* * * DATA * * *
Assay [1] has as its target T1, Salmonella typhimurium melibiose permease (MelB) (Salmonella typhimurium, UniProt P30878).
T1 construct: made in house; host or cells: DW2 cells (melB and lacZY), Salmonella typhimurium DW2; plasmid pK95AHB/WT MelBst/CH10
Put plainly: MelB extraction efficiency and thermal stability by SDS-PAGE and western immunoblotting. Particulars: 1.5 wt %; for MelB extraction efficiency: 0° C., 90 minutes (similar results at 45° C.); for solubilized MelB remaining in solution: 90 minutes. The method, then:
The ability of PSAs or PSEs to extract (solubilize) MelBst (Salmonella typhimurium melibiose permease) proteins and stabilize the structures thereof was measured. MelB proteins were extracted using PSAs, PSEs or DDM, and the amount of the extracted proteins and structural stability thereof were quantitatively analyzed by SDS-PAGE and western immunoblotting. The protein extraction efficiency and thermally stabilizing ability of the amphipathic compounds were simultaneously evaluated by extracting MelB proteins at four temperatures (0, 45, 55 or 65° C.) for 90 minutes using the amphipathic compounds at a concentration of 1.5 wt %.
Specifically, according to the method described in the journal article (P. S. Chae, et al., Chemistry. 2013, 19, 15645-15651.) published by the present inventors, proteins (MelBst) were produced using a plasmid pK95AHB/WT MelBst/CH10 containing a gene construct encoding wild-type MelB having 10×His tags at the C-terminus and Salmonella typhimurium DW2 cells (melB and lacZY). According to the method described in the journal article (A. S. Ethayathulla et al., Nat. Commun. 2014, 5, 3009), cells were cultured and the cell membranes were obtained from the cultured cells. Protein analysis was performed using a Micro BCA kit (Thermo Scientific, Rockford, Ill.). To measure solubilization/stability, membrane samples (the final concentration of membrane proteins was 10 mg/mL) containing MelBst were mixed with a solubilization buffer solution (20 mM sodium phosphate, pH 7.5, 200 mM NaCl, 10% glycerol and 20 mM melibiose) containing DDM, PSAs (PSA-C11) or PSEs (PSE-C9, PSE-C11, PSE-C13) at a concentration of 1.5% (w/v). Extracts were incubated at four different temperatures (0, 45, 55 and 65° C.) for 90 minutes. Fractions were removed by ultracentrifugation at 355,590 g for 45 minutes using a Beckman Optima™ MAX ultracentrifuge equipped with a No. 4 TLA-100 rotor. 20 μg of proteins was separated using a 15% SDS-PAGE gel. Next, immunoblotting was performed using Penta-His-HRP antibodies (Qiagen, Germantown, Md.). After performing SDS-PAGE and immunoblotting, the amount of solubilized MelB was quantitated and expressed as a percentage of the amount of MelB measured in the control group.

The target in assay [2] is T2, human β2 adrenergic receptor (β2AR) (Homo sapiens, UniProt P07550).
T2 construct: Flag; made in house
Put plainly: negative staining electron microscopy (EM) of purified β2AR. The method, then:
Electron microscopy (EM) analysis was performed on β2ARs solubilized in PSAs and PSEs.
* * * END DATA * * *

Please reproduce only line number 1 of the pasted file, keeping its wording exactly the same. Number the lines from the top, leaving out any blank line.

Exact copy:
Assay [1] has as its target T1, Salmonella typhimurium melibiose permease (MelB) (Salmonella typhimurium, UniProt P30878).